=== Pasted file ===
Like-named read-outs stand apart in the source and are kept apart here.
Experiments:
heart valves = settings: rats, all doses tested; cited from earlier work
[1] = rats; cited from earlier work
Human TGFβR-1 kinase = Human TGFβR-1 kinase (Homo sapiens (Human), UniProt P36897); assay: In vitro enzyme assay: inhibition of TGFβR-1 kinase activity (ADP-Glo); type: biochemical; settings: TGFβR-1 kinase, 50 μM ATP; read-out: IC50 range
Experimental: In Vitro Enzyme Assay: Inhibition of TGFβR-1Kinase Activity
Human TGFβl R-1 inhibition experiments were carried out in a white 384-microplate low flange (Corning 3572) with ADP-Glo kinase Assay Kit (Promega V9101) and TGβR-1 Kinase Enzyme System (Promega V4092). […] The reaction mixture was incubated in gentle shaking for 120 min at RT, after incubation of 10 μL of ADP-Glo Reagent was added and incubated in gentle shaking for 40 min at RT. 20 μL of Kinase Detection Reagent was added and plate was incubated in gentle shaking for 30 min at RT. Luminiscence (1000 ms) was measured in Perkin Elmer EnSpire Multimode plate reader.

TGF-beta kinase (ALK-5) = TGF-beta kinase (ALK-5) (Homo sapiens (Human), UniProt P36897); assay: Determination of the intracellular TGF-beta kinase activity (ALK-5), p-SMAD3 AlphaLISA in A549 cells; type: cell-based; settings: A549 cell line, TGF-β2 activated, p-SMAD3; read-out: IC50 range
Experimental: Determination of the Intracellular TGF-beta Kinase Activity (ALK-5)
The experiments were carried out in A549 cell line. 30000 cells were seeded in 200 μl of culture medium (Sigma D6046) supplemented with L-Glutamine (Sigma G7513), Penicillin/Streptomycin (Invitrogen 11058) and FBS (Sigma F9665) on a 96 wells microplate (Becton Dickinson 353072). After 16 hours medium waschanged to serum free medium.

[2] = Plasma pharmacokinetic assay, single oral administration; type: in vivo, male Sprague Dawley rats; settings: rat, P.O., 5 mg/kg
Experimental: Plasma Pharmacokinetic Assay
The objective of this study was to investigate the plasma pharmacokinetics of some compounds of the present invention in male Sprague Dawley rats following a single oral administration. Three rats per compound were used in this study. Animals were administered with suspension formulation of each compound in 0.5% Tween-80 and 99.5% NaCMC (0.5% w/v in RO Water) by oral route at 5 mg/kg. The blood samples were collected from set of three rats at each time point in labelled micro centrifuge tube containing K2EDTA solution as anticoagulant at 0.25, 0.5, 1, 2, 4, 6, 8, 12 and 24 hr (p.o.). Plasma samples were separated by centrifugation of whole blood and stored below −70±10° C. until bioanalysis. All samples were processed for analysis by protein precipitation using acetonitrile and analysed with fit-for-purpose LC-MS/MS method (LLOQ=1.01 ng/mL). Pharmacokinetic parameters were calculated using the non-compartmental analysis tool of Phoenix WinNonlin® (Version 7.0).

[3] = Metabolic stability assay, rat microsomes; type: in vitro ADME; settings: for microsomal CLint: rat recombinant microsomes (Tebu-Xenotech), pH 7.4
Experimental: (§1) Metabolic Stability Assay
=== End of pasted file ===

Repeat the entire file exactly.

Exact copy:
Like-named read-outs stand apart in the source and are kept apart here.
Experiments:
heart valves = settings: rats, all doses tested; cited from earlier work
[1] = rats; cited from earlier work
Human TGFβR-1 kinase = Human TGFβR-1 kinase (Homo sapiens (Human), UniProt P36897); assay: In vitro enzyme assay: inhibition of TGFβR-1 kinase activity (ADP-Glo); type: biochemical; settings: TGFβR-1 kinase, 50 μM ATP; read-out: IC50 range
Experimental: In Vitro Enzyme Assay: Inhibition of TGFβR-1Kinase Activity
Human TGFβl R-1 inhibition experiments were carried out in a white 384-microplate low flange (Corning 3572) with ADP-Glo kinase Assay Kit (Promega V9101) and TGβR-1 Kinase Enzyme System (Promega V4092). […] The reaction mixture was incubated in gentle shaking for 120 min at RT, after incubation of 10 μL of ADP-Glo Reagent was added and incubated in gentle shaking for 40 min at RT. 20 μL of Kinase Detection Reagent was added and plate was incubated in gentle shaking for 30 min at RT. Luminiscence (1000 ms) was measured in Perkin Elmer EnSpire Multimode plate reader.

TGF-beta kinase (ALK-5) = TGF-beta kinase (ALK-5) (Homo sapiens (Human), UniProt P36897); assay: Determination of the intracellular TGF-beta kinase activity (ALK-5), p-SMAD3 AlphaLISA in A549 cells; type: cell-based; settings: A549 cell line, TGF-β2 activated, p-SMAD3; read-out: IC50 range
Experimental: Determination of the Intracellular TGF-beta Kinase Activity (ALK-5)
The experiments were carried out in A549 cell line. 30000 cells were seeded in 200 μl of culture medium (Sigma D6046) supplemented with L-Glutamine (Sigma G7513), Penicillin/Streptomycin (Invitrogen 11058) and FBS (Sigma F9665) on a 96 wells microplate (Becton Dickinson 353072). After 16 hours medium waschanged to serum free medium.

[2] = Plasma pharmacokinetic assay, single oral administration; type: in vivo, male Sprague Dawley rats; settings: rat, P.O., 5 mg/kg
Experimental: Plasma Pharmacokinetic Assay
The objective of this study was to investigate the plasma pharmacokinetics of some compounds of the present invention in male Sprague Dawley rats following a single oral administration. Three rats per compound were used in this study. Animals were administered with suspension formulation of each compound in 0.5% Tween-80 and 99.5% NaCMC (0.5% w/v in RO Water) by oral route at 5 mg/kg. The blood samples were collected from set of three rats at each time point in labelled micro centrifuge tube containing K2EDTA solution as anticoagulant at 0.25, 0.5, 1, 2, 4, 6, 8, 12 and 24 hr (p.o.). Plasma samples were separated by centrifugation of whole blood and stored below −70±10° C. until bioanalysis. All samples were processed for analysis by protein precipitation using acetonitrile and analysed with fit-for-purpose LC-MS/MS method (LLOQ=1.01 ng/mL). Pharmacokinetic parameters were calculated using the non-compartmental analysis tool of Phoenix WinNonlin® (Version 7.0).

[3] = Metabolic stability assay, rat microsomes; type: in vitro ADME; settings: for microsomal CLint: rat recombinant microsomes (Tebu-Xenotech), pH 7.4
Experimental: (§1) Metabolic Stability Assay